1. Who is responsible for the death of Eddie Carbone?

    Eddie makes sure it's clear none of them snitch: "just remember, kid, you can quicker get back a million dollars that was stole than a word that you gave away". Eddie believes in his word, he makes sure Beatrice and Catherine understand him and believe him.

  2. Who Or What Is To Blame For The Death Of Eddie Carbone?

    He is very self-destructive and a hazard to himself. People mainly feel sorry for Beatrice because of her love and care of Eddie; helping him calm down when he is angry. He does not seem to acknowledge her. She always tries to reconcile any situation and bring peace but does not get anything in return.

  1. Proctor, hero or Villain?

    As john Proctor awaits the rope he is offered his life back if he is willing to confess to witch craft. Instead proctor chooses to die. Danforth sturdily asks proctor "Is that document a lie, if it is I will not accept it, what say you I will not deal

  2. Analyse the ways Arthur Miller presents Eddie Carbone as a tragic hero whose downfall ...

    born in Italy and lived in America a long time, helps him to distinguish both societies perspectives and the concept of "settling for half" is well acknowledged by him. In the opening soliloquy of the play, Alfieri begins by introducing ideas about the play and what is going to happen throughout it; focusing on destiny and inevitability.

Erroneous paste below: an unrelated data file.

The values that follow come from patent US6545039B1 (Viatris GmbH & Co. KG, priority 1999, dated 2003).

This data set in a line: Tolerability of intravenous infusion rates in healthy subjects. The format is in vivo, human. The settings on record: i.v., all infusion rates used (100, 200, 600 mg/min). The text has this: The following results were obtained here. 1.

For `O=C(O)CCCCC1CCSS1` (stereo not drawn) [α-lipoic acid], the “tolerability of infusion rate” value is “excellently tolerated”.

1. A view from the bridge. Before the cousins arrival we can see that Eddie ...

    happy by pleasing the cousins, Eddie almost mirrors Catherine's actions towards him. Miller uses precise language and stage directions to show that Catherine is eager to learn more about the cousins this is apparent when Miller uses stage directions such as "wondrously" and "enthralled".

  2. The Character of Eddie Carbone

    Catherine shows an interest in Rodolfo which Eddie isn?t very fond of so he uses any excuse to turn Catherine?s attention away from him. So he uses Rodolfo?s effeminate side to claim that he is homosexual.

  • Over 160,000 pieces
    of student written work
  • Annotated by
    experienced teachers
  • Ideas and feedback to
    improve your own work